From the Editors
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Richard Falk and Lisa Hajjar engage in a discussion about universal jurisdiction, international law, and criminal accountability for gross crimes (torture, genocide, war crimes and crimes against humanity). The doctrine of universal jurisdiction was developed in the 19th century to combat piracy and slave trading on the high seas. The aim was to close a jurisdictional gap by allowing governments to prosecute these "enemies of all mankind" in their own national legal systems despite no direct connection to the crime. Developments in the post-World War II era, notably the Nuremberg and Tokyo tribunals, did not involve universal jurisdiction, but they paved the way for the development of modern international criminal law. Universal jurisdiction was revived in the late 20th century when a Spanish judge, Balthazar Garzon, sought to extradite former Chilean dictator Augusto Pinochet from England, where he had traveled, to Spain to stand trial for torture and murder under his regime. The British legal system ruled that Pinochet was indeed prosecutable for torture because there is no legal/sovereign immunity for this gross crime. (Pinochet was not extradited, however, because he was deemed by the British Home Secretary Jack Straw to be too demented to be put on trial.) Following the "Pinochet precedent," some (mostly European) countries instituted or strengthened universal jurisdiction laws into their legal systems. Consequently, these governments came under pressure (mainly from the US and/or Israel) to revise or cancel those laws to prevent their use against officials from powerful states. Most universal jurisdiction cases, to date, have targeted perpetrators from the global south, primarily Africa. Whether this constitutes "justice" is one of the issues that frames the debate about the benefits and liabilities of universal jurisdiction.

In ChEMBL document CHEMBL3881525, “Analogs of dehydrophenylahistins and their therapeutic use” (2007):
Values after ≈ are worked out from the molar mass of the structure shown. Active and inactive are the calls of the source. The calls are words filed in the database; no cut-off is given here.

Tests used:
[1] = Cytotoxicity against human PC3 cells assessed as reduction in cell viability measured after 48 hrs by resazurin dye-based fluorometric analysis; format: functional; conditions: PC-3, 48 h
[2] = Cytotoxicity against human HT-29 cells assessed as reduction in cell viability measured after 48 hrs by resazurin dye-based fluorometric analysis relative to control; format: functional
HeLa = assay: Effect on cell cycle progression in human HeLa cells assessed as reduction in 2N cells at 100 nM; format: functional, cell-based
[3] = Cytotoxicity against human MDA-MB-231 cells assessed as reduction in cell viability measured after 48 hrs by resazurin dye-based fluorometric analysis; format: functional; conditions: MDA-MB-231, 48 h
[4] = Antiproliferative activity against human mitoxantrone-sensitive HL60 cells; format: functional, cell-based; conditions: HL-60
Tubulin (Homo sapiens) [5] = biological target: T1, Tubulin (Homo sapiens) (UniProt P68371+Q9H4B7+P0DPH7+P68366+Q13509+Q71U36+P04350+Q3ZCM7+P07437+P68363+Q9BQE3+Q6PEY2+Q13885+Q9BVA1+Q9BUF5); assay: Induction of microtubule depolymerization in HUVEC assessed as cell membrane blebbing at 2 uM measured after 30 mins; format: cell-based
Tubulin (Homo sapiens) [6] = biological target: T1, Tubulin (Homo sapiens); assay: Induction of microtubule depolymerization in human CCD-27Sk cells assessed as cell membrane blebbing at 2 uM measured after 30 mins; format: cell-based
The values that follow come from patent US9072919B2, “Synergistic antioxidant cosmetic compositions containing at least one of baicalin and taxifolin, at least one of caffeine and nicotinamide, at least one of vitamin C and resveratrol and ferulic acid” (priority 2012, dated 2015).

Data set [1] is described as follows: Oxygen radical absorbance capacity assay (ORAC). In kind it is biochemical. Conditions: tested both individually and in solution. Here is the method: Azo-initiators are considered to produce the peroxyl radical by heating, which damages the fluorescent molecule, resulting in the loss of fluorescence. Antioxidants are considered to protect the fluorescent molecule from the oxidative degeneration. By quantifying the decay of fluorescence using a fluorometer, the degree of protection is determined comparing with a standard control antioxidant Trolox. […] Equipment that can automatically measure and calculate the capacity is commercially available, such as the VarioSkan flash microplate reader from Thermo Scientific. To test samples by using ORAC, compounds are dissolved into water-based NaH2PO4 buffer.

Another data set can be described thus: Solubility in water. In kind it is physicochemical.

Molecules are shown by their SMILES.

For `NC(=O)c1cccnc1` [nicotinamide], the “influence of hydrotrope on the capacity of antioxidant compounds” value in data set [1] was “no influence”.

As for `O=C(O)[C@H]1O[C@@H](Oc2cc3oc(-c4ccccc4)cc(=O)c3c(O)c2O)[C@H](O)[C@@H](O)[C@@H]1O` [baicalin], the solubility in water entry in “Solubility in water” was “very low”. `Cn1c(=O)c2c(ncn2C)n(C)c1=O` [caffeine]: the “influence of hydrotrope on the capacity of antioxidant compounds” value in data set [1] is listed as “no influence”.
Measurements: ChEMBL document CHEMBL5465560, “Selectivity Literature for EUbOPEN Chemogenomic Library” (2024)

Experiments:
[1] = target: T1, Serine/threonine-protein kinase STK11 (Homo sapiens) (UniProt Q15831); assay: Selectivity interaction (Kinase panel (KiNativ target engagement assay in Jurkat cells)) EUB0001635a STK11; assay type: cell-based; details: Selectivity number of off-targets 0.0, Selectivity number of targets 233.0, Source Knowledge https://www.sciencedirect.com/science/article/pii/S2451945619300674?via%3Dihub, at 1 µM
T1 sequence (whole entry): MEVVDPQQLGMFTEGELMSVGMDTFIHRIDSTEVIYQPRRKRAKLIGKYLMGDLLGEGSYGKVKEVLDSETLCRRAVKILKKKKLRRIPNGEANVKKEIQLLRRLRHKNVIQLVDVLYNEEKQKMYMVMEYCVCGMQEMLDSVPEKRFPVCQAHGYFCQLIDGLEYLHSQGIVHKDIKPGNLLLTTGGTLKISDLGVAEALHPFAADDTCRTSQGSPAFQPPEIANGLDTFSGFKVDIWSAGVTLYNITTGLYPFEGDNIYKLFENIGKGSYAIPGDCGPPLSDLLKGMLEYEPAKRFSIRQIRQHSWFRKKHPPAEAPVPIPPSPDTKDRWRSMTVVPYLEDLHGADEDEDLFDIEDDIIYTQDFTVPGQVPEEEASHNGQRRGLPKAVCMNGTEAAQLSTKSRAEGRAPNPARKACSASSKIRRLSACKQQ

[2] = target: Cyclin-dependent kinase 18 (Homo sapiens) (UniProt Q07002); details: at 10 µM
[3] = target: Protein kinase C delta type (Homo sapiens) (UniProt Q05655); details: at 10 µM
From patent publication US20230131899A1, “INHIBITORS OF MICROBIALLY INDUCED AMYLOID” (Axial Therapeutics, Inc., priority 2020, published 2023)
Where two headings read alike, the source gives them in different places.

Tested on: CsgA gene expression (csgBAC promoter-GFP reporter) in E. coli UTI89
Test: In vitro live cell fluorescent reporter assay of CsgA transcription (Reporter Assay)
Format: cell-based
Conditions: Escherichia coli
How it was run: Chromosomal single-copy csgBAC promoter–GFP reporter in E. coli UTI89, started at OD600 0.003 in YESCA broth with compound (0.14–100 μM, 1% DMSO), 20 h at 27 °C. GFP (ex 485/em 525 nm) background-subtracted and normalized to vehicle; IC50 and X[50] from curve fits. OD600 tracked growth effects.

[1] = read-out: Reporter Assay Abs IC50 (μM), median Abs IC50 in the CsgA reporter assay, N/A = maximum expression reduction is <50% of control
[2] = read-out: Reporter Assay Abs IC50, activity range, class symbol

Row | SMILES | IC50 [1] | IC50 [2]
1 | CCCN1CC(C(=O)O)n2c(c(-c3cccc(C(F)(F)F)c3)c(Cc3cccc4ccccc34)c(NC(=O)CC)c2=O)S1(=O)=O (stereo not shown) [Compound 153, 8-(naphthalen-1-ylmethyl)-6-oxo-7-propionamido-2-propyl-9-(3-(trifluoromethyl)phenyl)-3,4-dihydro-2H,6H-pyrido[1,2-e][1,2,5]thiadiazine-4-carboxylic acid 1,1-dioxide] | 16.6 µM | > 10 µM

Camera Work: Cory Cullington . Zeituna Productions
This is a conversation between Richard Falk and Jadaliyya Co-Editor Lisa Hajjar on the topic of Universal Jurisdiction, Impunity, and Accountability. The conversation was co-edited by Noura Erakat and Bassam Haddad.
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